World’s oldest man dies four months after his 116th birthday when he complained he couldn’t find any tobacco to roll his own cigarettes due to the Covid lockdown
- Fredie Blom died Saturday four months after his 116th birthday in South Africa
- On his birthday he said lockdown jarred him because he couldn’t buy tobacco
- South Africa prohibited the sale of alcohol and cigarettes during its lockdown
- Blom was described as ‘unofficially’ the world’s oldest man because he wasn’t listed as such in the Guinness Book of World Records
The world’s ‘oldest man’ has died four months after his 116th birthday in South Africa.
Born on May 8 1904, South African Fredie Blom had ‘lived this long because of God’s grace,’ he said on his birthday earlier this year.
The 116-year-old told local media the most challenging part of his country’s lockdown was that he was unable to buy tobacco to roll his own cigarettes on his birthday, his only wish for the special day.
South Africa’s banned the purchase of alcohol and cigarettes during lockdown in a bid to decrease hospital admissions from booze-related violence on the country’s streets.
Blom, who was the sole survivor of his family after they were all wiped out by the 1918 Spanish Flu, was described as ‘unofficially’ the world’s oldest man by South African media.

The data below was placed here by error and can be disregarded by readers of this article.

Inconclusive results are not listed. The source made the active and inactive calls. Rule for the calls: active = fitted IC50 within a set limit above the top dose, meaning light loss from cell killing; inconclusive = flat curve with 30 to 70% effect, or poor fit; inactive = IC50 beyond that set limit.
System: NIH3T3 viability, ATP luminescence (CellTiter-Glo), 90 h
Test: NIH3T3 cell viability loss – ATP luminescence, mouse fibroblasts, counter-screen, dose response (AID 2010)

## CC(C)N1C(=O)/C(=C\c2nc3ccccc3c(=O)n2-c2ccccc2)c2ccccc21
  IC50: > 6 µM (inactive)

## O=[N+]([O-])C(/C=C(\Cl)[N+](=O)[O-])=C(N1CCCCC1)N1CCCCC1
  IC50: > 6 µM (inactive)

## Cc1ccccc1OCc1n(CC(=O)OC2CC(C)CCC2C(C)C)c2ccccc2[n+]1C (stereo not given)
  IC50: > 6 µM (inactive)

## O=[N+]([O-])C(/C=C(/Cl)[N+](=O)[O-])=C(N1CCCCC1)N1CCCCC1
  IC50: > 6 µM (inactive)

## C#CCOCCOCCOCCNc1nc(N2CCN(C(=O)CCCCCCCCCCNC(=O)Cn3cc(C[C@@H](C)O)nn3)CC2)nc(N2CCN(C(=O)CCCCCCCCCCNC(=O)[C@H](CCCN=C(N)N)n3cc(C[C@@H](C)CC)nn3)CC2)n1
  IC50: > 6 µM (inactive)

South African Fredie Blom said the most challenging part of his country’s coronavirus lockdown was that he was unable to buy tobacco to roll his own cigarettes for his birthday (Pictured: Blom smoking a pre-rolled cigarette on his birthday)
The Guinness World Records lists the eldest living man as Briton Bob Weighton, who died in May aged 112.
After the death of his family, Blom went on to raise the three children of his wife of 46 years, Jeanette, as his own, becoming grandfather to five over the years.
‘Two weeks ago oupa (grandfather) was still chopping wood,’ family spokesman Andre Naidoo told AFP, recalling the old man using a 4lb hammer.
‘He was a strong man, full of pride,’ he added.
But within three days, his family saw him shrink ‘from a big man to a small person’.
Mr Blom, who was born in 1904 and the sole survivor of his family after they were all wiped out by the 1918 Spanish Flu, was described as ‘unofficially’ the world’s oldest man by South African media
Mr Blom stopped visiting doctors more than two years ago, claiming he was tired of being pricked and prodded.
Born in the rural town of Adelaide, tucked near the Great Winterberg mountain range of South Africa’s Eastern Cape province, Blom died at Tygerberg Hospital in Cape Town.
His death was ‘not a COVID death at all, it’s normal natural death,’ Naidoo said in reference to the coronavirus pandemic.